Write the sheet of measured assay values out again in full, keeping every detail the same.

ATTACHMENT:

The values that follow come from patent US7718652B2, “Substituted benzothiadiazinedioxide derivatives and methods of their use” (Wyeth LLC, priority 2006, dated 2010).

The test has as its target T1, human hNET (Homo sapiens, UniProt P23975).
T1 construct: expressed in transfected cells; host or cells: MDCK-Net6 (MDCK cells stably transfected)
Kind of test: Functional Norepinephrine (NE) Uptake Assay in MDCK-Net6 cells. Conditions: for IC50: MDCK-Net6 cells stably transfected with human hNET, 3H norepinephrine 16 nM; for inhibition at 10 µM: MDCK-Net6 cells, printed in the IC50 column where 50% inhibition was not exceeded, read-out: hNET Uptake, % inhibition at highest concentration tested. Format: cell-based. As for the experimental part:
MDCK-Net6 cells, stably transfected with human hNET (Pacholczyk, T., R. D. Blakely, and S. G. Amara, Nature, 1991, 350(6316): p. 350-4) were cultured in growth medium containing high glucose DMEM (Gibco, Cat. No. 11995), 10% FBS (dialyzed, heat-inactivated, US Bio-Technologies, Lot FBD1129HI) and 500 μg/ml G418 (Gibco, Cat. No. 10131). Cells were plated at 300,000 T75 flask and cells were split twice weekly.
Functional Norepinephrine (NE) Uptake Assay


The values that follow come from patent US7718652B2, “Substituted benzothiadiazinedioxide derivatives and methods of their use” (Wyeth LLC, priority 2006, dated 2010).

The test has as its target T1, human hNET (Homo sapiens, UniProt P23975).
T1 construct: expressed in transfected cells; host or cells: MDCK-Net6 (MDCK cells stably transfected)
Kind of test: Functional Norepinephrine (NE) Uptake Assay in MDCK-Net6 cells. Conditions: for IC50: MDCK-Net6 cells stably transfected with human hNET, 3H norepinephrine 16 nM; for inhibition at 10 µM: MDCK-Net6 cells, printed in the IC50 column where 50% inhibition was not exceeded, read-out: hNET Uptake, % inhibition at highest concentration tested. Format: cell-based. As for the experimental part:
MDCK-Net6 cells, stably transfected with human hNET (Pacholczyk, T., R. D. Blakely, and S. G. Amara, Nature, 1991, 350(6316): p. 350-4) were cultured in growth medium containing high glucose DMEM (Gibco, Cat. No. 11995), 10% FBS (dialyzed, heat-inactivated, US Bio-Technologies, Lot FBD1129HI) and 500 μg/ml G418 (Gibco, Cat. No. 10131). Cells were plated at 300,000 T75 flask and cells were split twice weekly.
Functional Norepinephrine (NE) Uptake Assay